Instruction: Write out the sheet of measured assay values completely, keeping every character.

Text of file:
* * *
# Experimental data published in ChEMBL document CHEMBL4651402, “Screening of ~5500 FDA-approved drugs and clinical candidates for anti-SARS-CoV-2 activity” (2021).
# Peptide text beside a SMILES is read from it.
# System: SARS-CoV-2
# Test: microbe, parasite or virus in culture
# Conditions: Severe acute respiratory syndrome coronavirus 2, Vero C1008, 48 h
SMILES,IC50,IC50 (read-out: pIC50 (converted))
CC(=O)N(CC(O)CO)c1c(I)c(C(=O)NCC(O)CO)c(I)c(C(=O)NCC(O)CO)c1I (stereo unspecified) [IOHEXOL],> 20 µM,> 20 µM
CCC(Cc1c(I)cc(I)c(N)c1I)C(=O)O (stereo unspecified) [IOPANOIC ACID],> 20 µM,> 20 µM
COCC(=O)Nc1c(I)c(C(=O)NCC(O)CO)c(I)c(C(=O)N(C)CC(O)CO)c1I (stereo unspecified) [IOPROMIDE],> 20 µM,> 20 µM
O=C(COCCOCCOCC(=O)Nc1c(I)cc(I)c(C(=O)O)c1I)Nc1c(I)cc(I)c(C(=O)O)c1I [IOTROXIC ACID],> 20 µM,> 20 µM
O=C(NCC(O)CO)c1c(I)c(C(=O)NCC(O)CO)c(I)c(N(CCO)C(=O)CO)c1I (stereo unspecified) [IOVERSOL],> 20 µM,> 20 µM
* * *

# Experimental data published in ChEMBL document CHEMBL4651402, “Screening of ~5500 FDA-approved drugs and clinical candidates for anti-SARS-CoV-2 activity” (2021).
# Peptide text beside a SMILES is read from it.
# System: SARS-CoV-2
# Test: microbe, parasite or virus in culture
# Conditions: Severe acute respiratory syndrome coronavirus 2, Vero C1008, 48 h
SMILES,IC50,IC50 (read-out: pIC50 (converted))
CC(=O)N(CC(O)CO)c1c(I)c(C(=O)NCC(O)CO)c(I)c(C(=O)NCC(O)CO)c1I (stereo unspecified) [IOHEXOL],> 20 µM,> 20 µM
CCC(Cc1c(I)cc(I)c(N)c1I)C(=O)O (stereo unspecified) [IOPANOIC ACID],> 20 µM,> 20 µM
COCC(=O)Nc1c(I)c(C(=O)NCC(O)CO)c(I)c(C(=O)N(C)CC(O)CO)c1I (stereo unspecified) [IOPROMIDE],> 20 µM,> 20 µM
O=C(COCCOCCOCC(=O)Nc1c(I)cc(I)c(C(=O)O)c1I)Nc1c(I)cc(I)c(C(=O)O)c1I [IOTROXIC ACID],> 20 µM,> 20 µM
O=C(NCC(O)CO)c1c(I)c(C(=O)NCC(O)CO)c(I)c(N(CCO)C(=O)CO)c1I (stereo unspecified) [IOVERSOL],> 20 µM,> 20 µM